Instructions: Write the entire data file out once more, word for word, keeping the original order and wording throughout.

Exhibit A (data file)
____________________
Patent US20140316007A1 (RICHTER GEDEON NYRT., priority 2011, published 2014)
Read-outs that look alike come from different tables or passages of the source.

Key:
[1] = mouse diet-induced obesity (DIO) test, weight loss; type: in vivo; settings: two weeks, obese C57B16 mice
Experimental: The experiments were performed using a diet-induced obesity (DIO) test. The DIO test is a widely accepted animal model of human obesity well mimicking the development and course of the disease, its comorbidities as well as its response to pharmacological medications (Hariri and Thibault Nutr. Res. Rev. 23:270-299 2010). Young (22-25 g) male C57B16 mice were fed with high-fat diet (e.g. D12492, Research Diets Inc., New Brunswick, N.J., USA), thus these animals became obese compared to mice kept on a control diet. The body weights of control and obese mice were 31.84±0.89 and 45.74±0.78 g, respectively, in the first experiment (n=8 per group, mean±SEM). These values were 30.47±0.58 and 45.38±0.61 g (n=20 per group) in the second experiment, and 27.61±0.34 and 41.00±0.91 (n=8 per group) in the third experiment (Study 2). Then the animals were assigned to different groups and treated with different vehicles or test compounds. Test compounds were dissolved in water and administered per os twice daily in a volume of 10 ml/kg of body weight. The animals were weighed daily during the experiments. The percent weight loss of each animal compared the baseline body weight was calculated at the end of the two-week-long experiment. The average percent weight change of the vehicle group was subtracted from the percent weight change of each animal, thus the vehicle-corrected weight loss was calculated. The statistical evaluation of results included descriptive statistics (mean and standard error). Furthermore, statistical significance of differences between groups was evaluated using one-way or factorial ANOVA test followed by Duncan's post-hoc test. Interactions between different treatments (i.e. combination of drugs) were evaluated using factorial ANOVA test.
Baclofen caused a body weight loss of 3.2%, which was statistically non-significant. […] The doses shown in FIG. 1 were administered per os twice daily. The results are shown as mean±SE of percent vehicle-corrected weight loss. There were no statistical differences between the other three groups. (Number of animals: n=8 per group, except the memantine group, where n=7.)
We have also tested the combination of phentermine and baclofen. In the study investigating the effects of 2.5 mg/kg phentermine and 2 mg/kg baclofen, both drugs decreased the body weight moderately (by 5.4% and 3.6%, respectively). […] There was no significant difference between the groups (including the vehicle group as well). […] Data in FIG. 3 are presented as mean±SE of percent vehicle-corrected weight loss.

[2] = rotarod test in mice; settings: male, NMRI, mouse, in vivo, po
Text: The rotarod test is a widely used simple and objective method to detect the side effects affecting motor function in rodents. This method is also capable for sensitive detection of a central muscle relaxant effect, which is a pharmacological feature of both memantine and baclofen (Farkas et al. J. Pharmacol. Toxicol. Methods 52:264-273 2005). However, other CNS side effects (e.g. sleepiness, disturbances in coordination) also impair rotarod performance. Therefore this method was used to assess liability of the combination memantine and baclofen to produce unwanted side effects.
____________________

Patent US20140316007A1 (RICHTER GEDEON NYRT., priority 2011, published 2014)
Read-outs that look alike come from different tables or passages of the source.

Key:
[1] = mouse diet-induced obesity (DIO) test, weight loss; type: in vivo; settings: two weeks, obese C57B16 mice
Experimental: The experiments were performed using a diet-induced obesity (DIO) test. The DIO test is a widely accepted animal model of human obesity well mimicking the development and course of the disease, its comorbidities as well as its response to pharmacological medications (Hariri and Thibault Nutr. Res. Rev. 23:270-299 2010). Young (22-25 g) male C57B16 mice were fed with high-fat diet (e.g. D12492, Research Diets Inc., New Brunswick, N.J., USA), thus these animals became obese compared to mice kept on a control diet. The body weights of control and obese mice were 31.84±0.89 and 45.74±0.78 g, respectively, in the first experiment (n=8 per group, mean±SEM). These values were 30.47±0.58 and 45.38±0.61 g (n=20 per group) in the second experiment, and 27.61±0.34 and 41.00±0.91 (n=8 per group) in the third experiment (Study 2). Then the animals were assigned to different groups and treated with different vehicles or test compounds. Test compounds were dissolved in water and administered per os twice daily in a volume of 10 ml/kg of body weight. The animals were weighed daily during the experiments. The percent weight loss of each animal compared the baseline body weight was calculated at the end of the two-week-long experiment. The average percent weight change of the vehicle group was subtracted from the percent weight change of each animal, thus the vehicle-corrected weight loss was calculated. The statistical evaluation of results included descriptive statistics (mean and standard error). Furthermore, statistical significance of differences between groups was evaluated using one-way or factorial ANOVA test followed by Duncan's post-hoc test. Interactions between different treatments (i.e. combination of drugs) were evaluated using factorial ANOVA test.
Baclofen caused a body weight loss of 3.2%, which was statistically non-significant. […] The doses shown in FIG. 1 were administered per os twice daily. The results are shown as mean±SE of percent vehicle-corrected weight loss. There were no statistical differences between the other three groups. (Number of animals: n=8 per group, except the memantine group, where n=7.)
We have also tested the combination of phentermine and baclofen. In the study investigating the effects of 2.5 mg/kg phentermine and 2 mg/kg baclofen, both drugs decreased the body weight moderately (by 5.4% and 3.6%, respectively). […] There was no significant difference between the groups (including the vehicle group as well). […] Data in FIG. 3 are presented as mean±SE of percent vehicle-corrected weight loss.

[2] = rotarod test in mice; settings: male, NMRI, mouse, in vivo, po
Text: The rotarod test is a widely used simple and objective method to detect the side effects affecting motor function in rodents. This method is also capable for sensitive detection of a central muscle relaxant effect, which is a pharmacological feature of both memantine and baclofen (Farkas et al. J. Pharmacol. Toxicol. Methods 52:264-273 2005). However, other CNS side effects (e.g. sleepiness, disturbances in coordination) also impair rotarod performance. Therefore this method was used to assess liability of the combination memantine and baclofen to produce unwanted side effects.